TIMES SQUARE–“Happy New Year!” shouted role players in New York and across the universe this morning as multiple simming & role play groups celebrated the turning of the calendar, although they couldn’t agree on what year it is. Estimates ranged from 1 to 3020.
“Happy 2389!” said Kale Maz from New Destiny Fleet just after the clock struck midnight.
“2389, what?” responded Mardel Shayron of USF. “That was last year. It’s 2390 now.”
“You’re both wrong! It’s not the 24th century–it’s the 23rd century… and it’s 2287,” said Tess Moreno of Shadow Fleet as James Hawke tapped his watch and held it up to his ear.
“Here, here on the 23rd century!” replied Thomas “Tommy” McDuffy of 5th Fleet, “but it’s actually 2285.” Jonathan “Jonny” Grey nodded in agreement.
Still others had different ideas entirely.
“I hereby declare it to be the year 1 A.T.R.” said Bravo Fleet Chairman Premier President Telos Raymar, referring to After Telos Raymar in the fleet’s newly adopted Raymarian calendar.
“I don’t get all the fuss, I mean think it can really be any year you want it to be,” said David Ball of Ongoing Worlds.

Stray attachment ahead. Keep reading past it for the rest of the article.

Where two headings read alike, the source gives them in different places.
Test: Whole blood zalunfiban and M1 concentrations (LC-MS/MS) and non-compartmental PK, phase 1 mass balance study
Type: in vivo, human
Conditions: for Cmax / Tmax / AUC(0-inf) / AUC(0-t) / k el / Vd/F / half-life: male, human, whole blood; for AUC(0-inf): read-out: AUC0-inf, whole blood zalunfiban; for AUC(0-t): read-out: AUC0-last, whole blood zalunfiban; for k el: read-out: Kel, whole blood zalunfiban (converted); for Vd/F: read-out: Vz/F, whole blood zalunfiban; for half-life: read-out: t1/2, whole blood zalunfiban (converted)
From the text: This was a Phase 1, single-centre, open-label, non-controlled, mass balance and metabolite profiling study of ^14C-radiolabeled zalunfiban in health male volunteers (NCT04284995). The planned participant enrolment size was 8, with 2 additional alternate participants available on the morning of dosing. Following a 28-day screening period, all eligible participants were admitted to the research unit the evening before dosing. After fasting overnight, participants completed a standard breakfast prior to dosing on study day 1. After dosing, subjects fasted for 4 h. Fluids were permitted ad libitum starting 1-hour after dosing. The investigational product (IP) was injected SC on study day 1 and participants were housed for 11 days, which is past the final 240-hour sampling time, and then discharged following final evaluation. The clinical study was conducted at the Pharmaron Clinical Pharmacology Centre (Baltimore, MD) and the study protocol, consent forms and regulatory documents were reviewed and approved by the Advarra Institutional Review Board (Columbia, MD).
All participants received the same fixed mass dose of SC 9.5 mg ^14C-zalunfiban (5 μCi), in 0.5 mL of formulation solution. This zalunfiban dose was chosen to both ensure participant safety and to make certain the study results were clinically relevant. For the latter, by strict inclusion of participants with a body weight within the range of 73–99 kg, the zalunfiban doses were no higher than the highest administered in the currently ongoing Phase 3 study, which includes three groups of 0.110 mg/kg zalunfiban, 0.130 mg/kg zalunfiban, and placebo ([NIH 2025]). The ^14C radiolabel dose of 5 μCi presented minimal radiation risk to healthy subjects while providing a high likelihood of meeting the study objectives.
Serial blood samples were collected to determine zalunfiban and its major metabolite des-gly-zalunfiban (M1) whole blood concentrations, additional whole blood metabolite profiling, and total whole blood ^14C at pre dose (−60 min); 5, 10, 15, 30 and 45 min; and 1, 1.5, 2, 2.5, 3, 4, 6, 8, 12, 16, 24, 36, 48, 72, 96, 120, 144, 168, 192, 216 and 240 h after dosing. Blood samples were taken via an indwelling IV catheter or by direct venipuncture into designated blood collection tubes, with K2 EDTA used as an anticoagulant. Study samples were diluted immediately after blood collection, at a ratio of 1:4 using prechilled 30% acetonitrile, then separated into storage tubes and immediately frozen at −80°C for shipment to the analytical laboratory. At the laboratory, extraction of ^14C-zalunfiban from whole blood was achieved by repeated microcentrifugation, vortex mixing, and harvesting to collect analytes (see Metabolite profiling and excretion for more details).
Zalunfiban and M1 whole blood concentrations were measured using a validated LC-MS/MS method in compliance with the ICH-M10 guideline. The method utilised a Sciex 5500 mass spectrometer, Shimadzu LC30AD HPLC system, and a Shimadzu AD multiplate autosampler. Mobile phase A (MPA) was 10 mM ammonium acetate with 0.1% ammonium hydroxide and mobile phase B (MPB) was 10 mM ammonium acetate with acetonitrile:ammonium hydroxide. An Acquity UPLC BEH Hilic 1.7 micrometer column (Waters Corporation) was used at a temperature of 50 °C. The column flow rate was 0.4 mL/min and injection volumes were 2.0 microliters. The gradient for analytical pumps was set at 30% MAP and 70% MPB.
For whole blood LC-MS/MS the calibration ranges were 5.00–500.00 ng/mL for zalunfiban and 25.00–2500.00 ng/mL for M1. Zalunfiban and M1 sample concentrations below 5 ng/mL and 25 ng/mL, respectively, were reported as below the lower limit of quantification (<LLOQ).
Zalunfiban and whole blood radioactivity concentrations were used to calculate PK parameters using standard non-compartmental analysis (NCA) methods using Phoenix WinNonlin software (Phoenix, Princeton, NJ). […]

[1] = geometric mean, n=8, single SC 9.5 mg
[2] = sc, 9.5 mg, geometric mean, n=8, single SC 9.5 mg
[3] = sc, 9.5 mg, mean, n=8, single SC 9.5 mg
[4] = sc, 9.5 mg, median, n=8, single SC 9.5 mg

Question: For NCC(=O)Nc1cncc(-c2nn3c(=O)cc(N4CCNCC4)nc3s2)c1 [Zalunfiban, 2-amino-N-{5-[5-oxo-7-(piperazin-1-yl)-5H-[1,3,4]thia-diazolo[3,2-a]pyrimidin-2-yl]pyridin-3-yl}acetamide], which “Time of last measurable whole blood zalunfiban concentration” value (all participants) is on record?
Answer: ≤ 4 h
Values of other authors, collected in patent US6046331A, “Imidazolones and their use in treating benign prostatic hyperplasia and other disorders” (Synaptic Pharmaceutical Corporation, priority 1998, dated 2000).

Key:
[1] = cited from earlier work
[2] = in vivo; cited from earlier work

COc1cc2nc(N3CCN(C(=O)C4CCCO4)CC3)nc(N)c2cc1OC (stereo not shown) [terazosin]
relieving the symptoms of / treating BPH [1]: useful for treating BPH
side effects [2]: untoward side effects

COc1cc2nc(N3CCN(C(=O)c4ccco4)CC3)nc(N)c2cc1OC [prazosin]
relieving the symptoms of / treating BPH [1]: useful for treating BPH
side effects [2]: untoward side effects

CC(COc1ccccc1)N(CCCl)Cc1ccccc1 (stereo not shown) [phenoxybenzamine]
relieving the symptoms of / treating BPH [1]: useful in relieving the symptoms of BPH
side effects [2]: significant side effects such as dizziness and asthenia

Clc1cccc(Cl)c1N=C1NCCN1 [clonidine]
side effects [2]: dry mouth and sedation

Amanda Rose of RPG Writing concurred. “Yeah, I wouldn’t want to impose my years on anyone… even though it’s 2576,” she added.
Following accusations of Star Trek cultural appropriation, leaders at both Borderlands and Zodiac Fleet decided last month to drop stardates entirely. However, IT system limitations led to multiple cascading errors, causing sims to shift between eras. It was recently dubbed the Y2K2X bug.
“We don’t have any problems like that in 22nd Fleet,” continued 22nd Fleet C.E.O. Zachary O’Connell, “because our 2020 fiscal year already began on October 1st, 2019.”
“We no longer even measure time in years,” said Kathryn Burke of Theta Fleet.
“Pfft, we stopped keeping time eons ago,” said President Kim of Shattered Universe. “But it is 3020, and it’s not Star Trek.”
“No matter what anyone says, it’ll always be 2293 to me,” added T’Ana of Azeri Fleet. “I mean 2380… it’ll always be 2380.”
“Yes, 2380… No, 2180, 2180!” said Star Trek: Freedom‘s Remae Ktell.
“It’s the month, not the year that matters,” replied ICUP‘s October Veritas.
As for Caribbean Dawn, “Time has ended,” announced Marina Costa.
In other news, Starbase 400,000 decided to halt production of its baby Bremer toyline after disappointing holiday sales and questions about quality control. Knockoffs of the official brand have been spotted on Amazon, eBay, and other websites. However, Mike K. Bremer still remained the most popular simming avatar for the second year in a row.